When we started this project in 2003, there were plenty of places where we arrived too late; we showed up to discover there wasn’t much left to see in many cases. Now, years later, we’ve been sad to see many of the places where there were things to see… vanish just the same.
If you didn’t see these places already, a visit now would reveal that you’ve arrived too late. Here are 8 more lost North Dakota places.
Continue reading “8 More Lost North Dakota Places” →
Fall of 2018 officially marks 15 years since we began documenting North Dakota’s ghost towns and abandoned places. I’ve previously written about how we got started (by accident). We photographed our first three places in 2003 and started the website in early 2004, and in that time we’ve driven more than 65,000 miles and traveled through every county in North Dakota in search of abandoned and vanishing places. We’ve photographed true ghost towns with zero residents and vanishing small towns with a handful of residents remaining — places like Merricourt, Corinth, and Haley among many others. We’ve photographed abandoned places of interest including San Haven Sanatorium, Fortuna Air Force Station, and the Fairview Lift Bridge and Cartwright Tunnel to name a few. As we’ve photographed these places, we’ve learned a lot about North Dakota and its history and we’ve tried to share as much of that with you as best we know how. Our photography has gotten a little better over the years and my ability to put it into words has grown too. And we hope you’ve enjoyed it as much as we have.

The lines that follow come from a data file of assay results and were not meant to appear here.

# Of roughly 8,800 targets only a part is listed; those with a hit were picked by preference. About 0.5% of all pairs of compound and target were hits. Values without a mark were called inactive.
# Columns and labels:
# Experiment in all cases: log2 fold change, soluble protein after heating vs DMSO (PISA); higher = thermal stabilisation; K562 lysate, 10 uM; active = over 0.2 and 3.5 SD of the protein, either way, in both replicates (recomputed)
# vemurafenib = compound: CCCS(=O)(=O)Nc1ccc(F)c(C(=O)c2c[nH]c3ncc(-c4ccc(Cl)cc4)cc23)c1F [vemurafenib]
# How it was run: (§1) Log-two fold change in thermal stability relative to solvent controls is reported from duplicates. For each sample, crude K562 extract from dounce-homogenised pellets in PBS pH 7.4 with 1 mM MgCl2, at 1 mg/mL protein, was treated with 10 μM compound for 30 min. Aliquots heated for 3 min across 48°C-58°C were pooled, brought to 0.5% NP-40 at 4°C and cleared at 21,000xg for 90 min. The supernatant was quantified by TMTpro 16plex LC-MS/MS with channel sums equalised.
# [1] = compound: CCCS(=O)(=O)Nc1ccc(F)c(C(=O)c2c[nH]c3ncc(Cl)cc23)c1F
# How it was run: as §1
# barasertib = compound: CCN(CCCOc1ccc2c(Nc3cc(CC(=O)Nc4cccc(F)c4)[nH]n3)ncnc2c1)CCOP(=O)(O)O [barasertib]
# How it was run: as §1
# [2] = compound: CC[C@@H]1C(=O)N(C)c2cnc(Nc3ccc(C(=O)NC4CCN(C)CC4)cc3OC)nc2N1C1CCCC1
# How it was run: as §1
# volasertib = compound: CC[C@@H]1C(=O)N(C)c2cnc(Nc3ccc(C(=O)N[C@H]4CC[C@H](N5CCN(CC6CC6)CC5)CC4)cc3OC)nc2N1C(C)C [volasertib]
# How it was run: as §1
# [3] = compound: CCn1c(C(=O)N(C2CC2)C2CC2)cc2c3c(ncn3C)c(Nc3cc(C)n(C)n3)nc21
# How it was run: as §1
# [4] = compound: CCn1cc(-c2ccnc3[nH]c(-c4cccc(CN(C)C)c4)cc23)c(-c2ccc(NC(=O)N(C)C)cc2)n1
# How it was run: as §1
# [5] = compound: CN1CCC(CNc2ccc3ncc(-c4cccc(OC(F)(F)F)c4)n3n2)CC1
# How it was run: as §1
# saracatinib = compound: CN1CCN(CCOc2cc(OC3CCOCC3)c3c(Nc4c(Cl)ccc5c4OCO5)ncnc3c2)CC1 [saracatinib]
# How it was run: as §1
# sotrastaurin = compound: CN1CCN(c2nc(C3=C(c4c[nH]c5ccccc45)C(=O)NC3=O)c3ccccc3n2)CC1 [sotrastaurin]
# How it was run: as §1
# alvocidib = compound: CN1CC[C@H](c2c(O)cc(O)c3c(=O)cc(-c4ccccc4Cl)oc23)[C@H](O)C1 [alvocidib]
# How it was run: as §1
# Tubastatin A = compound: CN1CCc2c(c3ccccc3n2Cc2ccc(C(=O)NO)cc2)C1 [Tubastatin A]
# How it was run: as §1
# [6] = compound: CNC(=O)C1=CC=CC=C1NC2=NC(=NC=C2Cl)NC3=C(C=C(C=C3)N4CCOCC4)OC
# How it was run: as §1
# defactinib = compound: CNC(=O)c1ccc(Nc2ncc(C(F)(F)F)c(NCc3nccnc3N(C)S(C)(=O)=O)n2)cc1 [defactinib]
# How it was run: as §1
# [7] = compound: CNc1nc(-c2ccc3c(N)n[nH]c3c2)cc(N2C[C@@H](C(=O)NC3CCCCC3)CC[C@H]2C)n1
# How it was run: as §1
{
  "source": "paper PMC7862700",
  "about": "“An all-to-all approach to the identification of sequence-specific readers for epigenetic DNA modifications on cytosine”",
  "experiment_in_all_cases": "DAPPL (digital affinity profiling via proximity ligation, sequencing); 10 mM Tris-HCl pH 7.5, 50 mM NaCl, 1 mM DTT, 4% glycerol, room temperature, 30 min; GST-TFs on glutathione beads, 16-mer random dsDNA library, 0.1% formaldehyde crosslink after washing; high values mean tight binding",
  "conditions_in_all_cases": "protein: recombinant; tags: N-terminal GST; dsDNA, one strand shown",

Continue reading “Thank You for 15 Great Years” →
The end always comes. As we’ve documented here, here, and here, our historic places are frequently losing the battle with time and the elements. The places shown here, two churches, a school, an Air Force installation, and a Nordic ski jump, were all photographed in the last decade or so, and now — in the blink of an eye really — they are gone. This is why we shoot ’em… because too many of them share this fate. Here are five more lost North Dakota places.
Continue reading “5 More Lost North Dakota Places” →
North Dakota’s longest State Highway is Highway 200, and it stretches over 400 miles from the Red River near Halstad, Minnesota to the Montana border at Fairview. As we’ve been exploring North Dakota’s vanishing places since 2003, it’s a highway we’ve found ourselves on again and again, and we’re due to show appreciation for a road that will take you to so many amazing places.
Continue reading “Roadtrip: Ghosts Towns and Vanishing Places along State Highway 200” →
Near the center of the state, in Wells County, about fifteen miles northwest of Carrington, Cathay stands as a great example of a shrinking North Dakota railroad community in the heart of farming country. It was founded in 1892 and the first post office went up the following year, to serve the Soo Line railroad. At one time, there were 255 residents here, but in the 2000 Census, the number was 56. Ten years later, the 2010 tally was 43.
Continue reading “The Why and How of Cathay, North Dakota” →